Conversations with Walter Hingley prompted me to bring out my favorite old fishing book: a copy of Thomas’s The Rod in India that I got from fishing writer Datus Proper, with its gold embossed figure of an Indian angler and a mahseer on the cover.* (Click all to enlarge).

The mahseer was sometimes called “The salmon of the Raj” but it is more like a tarpon (though known for strength more than aerial acrobatics). Walter found the photo; the other from Thomas.


I wrote to Walter, who had told me of another book with “Circumventing the mahseer” in the title: “My copy of Rod In India is pretty remarkable — I haven’t looked at it in a long time. It apparently belonged to someone named Woods who was a member of the Rangers in Meerut and signed the flyleaf in March 1899; he also has some tackle opinions with which he has annotated the text. The illustrations are fabulous and there is a chapter on fishing with otters which compares, perhaps, with the one on cormorant training in Salvin’s falconry book of the same era. The chapter “Circumventing the mahseer” seems to be his own writing; perhaps it was an irresistible phrase.”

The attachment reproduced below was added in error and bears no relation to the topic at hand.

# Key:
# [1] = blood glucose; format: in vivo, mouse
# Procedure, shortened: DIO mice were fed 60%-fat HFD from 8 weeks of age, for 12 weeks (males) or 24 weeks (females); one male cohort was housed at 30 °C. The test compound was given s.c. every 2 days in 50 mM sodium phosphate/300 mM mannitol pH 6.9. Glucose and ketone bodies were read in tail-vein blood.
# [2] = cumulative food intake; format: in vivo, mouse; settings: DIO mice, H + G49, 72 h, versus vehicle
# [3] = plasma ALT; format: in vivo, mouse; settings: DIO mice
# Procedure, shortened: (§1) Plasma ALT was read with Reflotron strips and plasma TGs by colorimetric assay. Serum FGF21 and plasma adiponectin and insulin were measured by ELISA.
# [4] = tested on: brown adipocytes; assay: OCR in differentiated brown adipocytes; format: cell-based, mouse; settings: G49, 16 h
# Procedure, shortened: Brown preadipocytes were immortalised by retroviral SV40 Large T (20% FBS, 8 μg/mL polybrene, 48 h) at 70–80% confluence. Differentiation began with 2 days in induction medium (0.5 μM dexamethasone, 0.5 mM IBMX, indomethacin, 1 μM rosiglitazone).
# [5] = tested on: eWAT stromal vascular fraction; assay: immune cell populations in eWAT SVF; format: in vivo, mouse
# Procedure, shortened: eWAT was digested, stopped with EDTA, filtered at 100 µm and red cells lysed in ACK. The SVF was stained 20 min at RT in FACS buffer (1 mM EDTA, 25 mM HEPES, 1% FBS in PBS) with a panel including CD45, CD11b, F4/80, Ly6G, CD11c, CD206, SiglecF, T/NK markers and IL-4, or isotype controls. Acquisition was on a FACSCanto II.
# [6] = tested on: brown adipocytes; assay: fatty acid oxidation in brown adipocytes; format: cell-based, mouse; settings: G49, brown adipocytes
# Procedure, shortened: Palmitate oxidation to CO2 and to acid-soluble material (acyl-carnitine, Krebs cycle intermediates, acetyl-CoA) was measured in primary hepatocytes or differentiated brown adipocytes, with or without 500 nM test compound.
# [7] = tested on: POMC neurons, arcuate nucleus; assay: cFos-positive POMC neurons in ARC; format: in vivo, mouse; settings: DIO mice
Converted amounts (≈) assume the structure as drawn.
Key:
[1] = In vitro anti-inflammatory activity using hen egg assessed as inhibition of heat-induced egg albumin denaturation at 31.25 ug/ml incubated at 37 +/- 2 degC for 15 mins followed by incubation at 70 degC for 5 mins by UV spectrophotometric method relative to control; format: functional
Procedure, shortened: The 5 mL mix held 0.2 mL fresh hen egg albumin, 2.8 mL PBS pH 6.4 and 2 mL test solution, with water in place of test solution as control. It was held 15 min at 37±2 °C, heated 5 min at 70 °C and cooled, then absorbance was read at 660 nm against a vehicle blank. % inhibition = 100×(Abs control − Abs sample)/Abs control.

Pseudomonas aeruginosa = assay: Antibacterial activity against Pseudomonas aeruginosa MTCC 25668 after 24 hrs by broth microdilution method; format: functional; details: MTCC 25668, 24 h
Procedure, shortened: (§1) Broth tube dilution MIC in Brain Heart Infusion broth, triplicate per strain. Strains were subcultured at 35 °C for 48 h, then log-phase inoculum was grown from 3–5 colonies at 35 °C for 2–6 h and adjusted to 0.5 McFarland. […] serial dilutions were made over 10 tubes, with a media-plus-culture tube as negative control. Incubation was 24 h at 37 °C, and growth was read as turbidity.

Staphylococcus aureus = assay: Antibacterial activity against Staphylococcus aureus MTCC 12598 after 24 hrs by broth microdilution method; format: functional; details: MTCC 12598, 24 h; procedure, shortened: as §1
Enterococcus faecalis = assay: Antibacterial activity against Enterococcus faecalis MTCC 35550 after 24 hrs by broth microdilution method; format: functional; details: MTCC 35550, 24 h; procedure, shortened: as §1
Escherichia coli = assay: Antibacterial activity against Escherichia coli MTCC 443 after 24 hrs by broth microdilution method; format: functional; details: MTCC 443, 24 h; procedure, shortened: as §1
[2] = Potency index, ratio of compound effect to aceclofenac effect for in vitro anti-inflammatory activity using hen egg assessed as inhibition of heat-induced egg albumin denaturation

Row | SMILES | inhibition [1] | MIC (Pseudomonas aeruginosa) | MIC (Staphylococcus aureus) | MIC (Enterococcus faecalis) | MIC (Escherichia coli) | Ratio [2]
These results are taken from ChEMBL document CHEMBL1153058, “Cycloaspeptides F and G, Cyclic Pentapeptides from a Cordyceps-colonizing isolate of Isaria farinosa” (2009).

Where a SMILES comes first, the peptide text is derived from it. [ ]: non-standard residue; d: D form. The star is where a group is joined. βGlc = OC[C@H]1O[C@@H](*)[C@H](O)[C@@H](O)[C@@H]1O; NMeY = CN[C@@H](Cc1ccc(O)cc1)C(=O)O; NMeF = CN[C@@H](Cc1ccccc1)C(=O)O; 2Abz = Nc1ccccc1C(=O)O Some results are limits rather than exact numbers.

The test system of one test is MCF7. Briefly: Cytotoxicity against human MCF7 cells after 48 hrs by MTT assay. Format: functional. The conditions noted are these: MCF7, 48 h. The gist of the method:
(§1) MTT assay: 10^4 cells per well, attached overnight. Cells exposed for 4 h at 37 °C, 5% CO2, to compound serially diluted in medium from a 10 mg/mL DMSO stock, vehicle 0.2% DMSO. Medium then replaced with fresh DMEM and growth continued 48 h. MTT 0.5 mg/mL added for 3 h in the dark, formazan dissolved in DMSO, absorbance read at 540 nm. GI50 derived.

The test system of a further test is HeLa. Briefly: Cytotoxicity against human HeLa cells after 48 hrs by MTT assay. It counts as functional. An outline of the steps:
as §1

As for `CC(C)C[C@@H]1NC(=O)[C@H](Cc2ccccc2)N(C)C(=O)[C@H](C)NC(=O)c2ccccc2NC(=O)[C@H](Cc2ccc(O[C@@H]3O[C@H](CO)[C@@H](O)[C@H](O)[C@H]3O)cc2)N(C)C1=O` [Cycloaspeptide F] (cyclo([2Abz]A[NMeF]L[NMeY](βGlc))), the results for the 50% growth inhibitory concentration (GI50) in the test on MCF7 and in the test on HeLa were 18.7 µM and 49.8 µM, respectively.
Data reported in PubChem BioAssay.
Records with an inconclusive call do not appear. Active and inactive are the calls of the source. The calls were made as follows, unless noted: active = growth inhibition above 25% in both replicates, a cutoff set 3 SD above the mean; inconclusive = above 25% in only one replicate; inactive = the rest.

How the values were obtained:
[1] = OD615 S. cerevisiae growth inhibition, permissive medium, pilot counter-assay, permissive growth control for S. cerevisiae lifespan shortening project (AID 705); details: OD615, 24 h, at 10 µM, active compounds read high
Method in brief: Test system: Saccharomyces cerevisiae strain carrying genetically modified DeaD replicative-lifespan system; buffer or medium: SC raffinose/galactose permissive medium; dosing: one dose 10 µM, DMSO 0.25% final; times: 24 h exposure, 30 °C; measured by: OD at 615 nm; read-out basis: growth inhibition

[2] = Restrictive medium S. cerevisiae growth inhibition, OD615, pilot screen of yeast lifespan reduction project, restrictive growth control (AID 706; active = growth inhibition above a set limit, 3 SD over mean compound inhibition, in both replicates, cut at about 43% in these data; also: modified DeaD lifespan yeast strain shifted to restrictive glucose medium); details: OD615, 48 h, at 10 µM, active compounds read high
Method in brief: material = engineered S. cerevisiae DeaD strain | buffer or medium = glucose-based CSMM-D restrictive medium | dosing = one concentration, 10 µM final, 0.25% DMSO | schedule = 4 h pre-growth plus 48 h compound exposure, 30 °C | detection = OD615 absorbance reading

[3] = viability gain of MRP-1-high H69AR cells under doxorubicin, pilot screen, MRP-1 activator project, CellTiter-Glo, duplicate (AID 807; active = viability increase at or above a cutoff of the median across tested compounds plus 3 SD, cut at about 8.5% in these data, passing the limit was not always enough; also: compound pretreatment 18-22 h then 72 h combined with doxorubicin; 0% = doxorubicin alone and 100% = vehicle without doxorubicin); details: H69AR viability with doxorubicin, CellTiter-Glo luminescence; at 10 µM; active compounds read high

They also have a version of my favorite, if never chic, fish, the monster cat.

Today they still fish for several species of the mahseer, these days mostly catch & release. I am piscivorous, but the magnificent and threatened (and allegedly inedible) mahseer needs help…

Books like this transcend fishing and evoke a lost world. They sit on my shelves with contemporaries & friends like Kipling & his father and “EHA”‘s whimsical natural history (last a gift from David Zincavage).